Adama Barrow has taken the oath of office as Gambia’s new president.
He was sworn-in about 5pm Senegalese time at the Gambian embassy in Dakar, Senegal.
He succeeds Alhaji Yahya Jammeh, who lost in the 1 December presidential election and has refused to vacate office when his term expired midnight yesterday.
“This is a victory of the Gambian nation. Our national flag will fly high among those of the most democratic nations of the world. #Gambia,” read a tweet after the ceremony.
Western ambassadors to Senegal, the UN envoy for West Africa and top officials from the regional bloc Ecowas (Economic Community of West African States) attended the ceremony, while hundreds of Gambian expatriates gathered outside the compound.
“I, Adama Barrow, do swear that I’ll well and truly prosecute the functions of office the president of the Republic of The Gambia. That I will preserve and defend the constitution,” he said.
In his inauguration speech, he ordered all members of The Gambia’s armed forces to remain in their barracks.
“Those found illegally holding arms will be considered rebels,” he warned.
West African military forces, stationed at the border, say they are ready to enforce a transfer of power in The Gambia, a popular beach destination among European holidaymakers.
Nigeria said on Thursday that its “armed reconnaissance air force are over Gambia”, the AFP reports.
Meanwhile, ECOWAS troops halted their march into Gambia Thursday night to give former president Yahya Jammeh, one more last chance to leave Banjul. Jammeh has up till noon to leave, in the new deadline given by ECOWAS, the West African regional bloc.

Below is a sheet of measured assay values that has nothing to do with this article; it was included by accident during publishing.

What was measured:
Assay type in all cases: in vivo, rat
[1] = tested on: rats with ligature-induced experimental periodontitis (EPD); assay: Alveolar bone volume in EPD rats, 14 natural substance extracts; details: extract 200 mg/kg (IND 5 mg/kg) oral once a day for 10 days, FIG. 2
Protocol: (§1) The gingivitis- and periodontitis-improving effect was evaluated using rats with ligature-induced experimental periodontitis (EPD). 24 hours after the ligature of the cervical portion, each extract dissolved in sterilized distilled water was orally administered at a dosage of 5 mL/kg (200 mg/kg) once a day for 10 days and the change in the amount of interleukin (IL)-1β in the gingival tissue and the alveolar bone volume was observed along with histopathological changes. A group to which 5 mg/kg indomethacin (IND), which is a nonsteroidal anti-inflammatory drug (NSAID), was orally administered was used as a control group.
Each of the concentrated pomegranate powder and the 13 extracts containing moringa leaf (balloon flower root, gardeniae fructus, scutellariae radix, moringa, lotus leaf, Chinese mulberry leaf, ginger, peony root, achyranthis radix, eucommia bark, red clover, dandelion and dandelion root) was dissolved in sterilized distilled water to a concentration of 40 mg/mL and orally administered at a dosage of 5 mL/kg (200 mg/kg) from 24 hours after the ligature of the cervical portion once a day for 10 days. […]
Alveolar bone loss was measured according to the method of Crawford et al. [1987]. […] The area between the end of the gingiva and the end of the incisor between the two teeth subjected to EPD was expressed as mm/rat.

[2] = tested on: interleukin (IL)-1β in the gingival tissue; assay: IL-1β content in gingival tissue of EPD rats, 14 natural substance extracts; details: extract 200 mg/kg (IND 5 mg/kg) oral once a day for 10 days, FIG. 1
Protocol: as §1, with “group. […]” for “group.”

If he fails to do so, the troops under Operation Restore Democracy, will continue their march into the capital. There was no resistance by Gambian troops at the border when the West African soldiers entered Thursday.
“We think that up until the last minute there is still a solution through dialogue,” said Marcel de Souza, head of the ECOWAS commission, explaining the decision to suspend the advance to reporters in Dakar late on Thursday.
ECOWAS will send a team led by Guinea’s president, Alpha Conde, and including the presidents of Liberia and Mauritania to Banjul on Friday, de Souza said.
If the mission succeeds, Jammeh will travel to Guinea before choosing a country of exile.
“It’s out of the question that he stays in place. … We propose that he leaves in an honourable manner and with respect,” said de Souza, who added that regional leaders were open to the possibility of an amnesty as part of a deal.
*With reports by BBC